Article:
This post has been sitting as a draft since the start of our last week in the school. I have completed it today, and I will be posting a follow-up with some of my thoughts about the project in the coming days.
Since getting the computer room up and running, we’ve been trying to make as much use of it as possible. We’ve had all of the classes between grades 3 and 7 in at least once, and most of them have been in twice or more. I realise now that I was over-shooting a little when I brought along binaries for three different programming languages, along with a bunch of teaching resources; in fact, I’ve had to seriously revise my expectations.
The first thing we did was teach each learner to log in with their own username and password. The kids loved this, but getting them to understand that their username is not the same as their name was, for some of the younger kids, more difficult than I expected it to be. That may be because of the way I explained it to them – it would have been useful to do a classroom session with each group prior to bringing them into the computer room – but there were a few kids who couldn’t spell their own name. I also hadn’t expected that.
Secondly, in a fit of enthusiasm for IT security, I had set the password for most accounts to be ‘p@ssw0rd’, and this caused mass consternation. The shift key was mystery to most of the kids; when they want to type a capital letter, they were turning on Caps Lock, typing the letter, and then turning Caps Lock off. And the distinction between O (capital ‘o’) and 0 (zero) wasn’t clear in the font that I used. For later groups, the password was set simply to ‘password’, and they had to change their password the first time they logged in.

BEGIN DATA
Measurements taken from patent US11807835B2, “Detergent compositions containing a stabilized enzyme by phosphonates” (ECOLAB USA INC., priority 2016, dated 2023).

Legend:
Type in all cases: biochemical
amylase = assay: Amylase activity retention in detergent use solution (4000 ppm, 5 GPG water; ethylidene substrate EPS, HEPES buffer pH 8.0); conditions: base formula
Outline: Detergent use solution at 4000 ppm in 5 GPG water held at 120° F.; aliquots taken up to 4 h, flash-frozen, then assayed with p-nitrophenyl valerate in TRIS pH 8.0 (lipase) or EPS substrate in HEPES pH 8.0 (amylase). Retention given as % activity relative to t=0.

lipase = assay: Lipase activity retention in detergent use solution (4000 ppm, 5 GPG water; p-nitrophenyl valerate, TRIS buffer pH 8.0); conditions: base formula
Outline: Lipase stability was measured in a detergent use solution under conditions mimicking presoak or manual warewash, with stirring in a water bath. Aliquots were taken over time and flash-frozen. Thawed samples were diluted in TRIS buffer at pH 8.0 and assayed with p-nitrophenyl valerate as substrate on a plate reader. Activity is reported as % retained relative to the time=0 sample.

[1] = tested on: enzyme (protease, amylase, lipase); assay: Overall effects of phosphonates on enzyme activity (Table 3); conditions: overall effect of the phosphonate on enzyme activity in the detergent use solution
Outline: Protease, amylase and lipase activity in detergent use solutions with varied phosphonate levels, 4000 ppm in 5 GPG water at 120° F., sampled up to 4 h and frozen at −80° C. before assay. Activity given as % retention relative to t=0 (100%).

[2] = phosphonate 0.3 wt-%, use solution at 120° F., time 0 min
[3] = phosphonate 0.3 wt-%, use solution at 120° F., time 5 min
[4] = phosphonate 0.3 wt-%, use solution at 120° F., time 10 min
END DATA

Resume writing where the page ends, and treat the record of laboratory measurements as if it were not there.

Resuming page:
For the younger kids, we introduced them to the wonders of MSPaint. Paint has come a long way in the years since Windows 3.1 when it could do a single 256*256 image with only 256 colours. The younger kids drew pictures, and in doing so improved their mouse skills. Some of them put their name and their best friends name in hearts, some wrote poems, and those moments when they were starting to get the hang of it were oases of quiet in days of bedlam.
For the older kids we set them quick research projects – “Who wrote the national anthem of South Africa?”, “What is the capital city of Denmark?”, “What money do they use in Japan, and how much is R100 worth in that money?”, and set them loose on the intertubes. These kids had more experience with the computers because their teachers were themselves more comfortable with the computers, but they were still committing dad-level mistakes like typing “Who wrote the national anthem of South Africa?” into Google.
With all of the groups, we’d try to do something like 45 minutes of lesson, and then let them have 15 minutes to research whatever they like – this was often illuminating. For example, I now know that while Justin Bieber is no longer the favourite of young teen girls – apparently Austin Mahone is the new kid on the block – WWE is still enormously popular, and apparently something called “Swag Notes” is a thing. I also learned that Slungo.com is a repository for games beyond the wildest dreams of kids, and that a 360k connection shared between 20 workstations works out to about 18k per workstation, and even the most basic Flash game won’t load in less than 30 minutes. Fortunately, we had a secret weapon.
There is an open source project called GCompris. It’s an awful name, I know, but the project is pretty sweet. It’s a suite of educational games – simple things like “match the card that has 8 butterflies with the number 8”, and puzzles and mazes. The software is free to use, and because it has games that do not need to load, the kids loved it. And because all of the games are in some way educational, it’s easy to let them self-direct. The only thing you really need to watch out for is when kids choose a game that is perhaps too difficult for them. Finally getting the kids to do something that is both worthwhile and enjoyable in the computer room was a huge win, and it felt pretty great to watch them work away in blessed silence.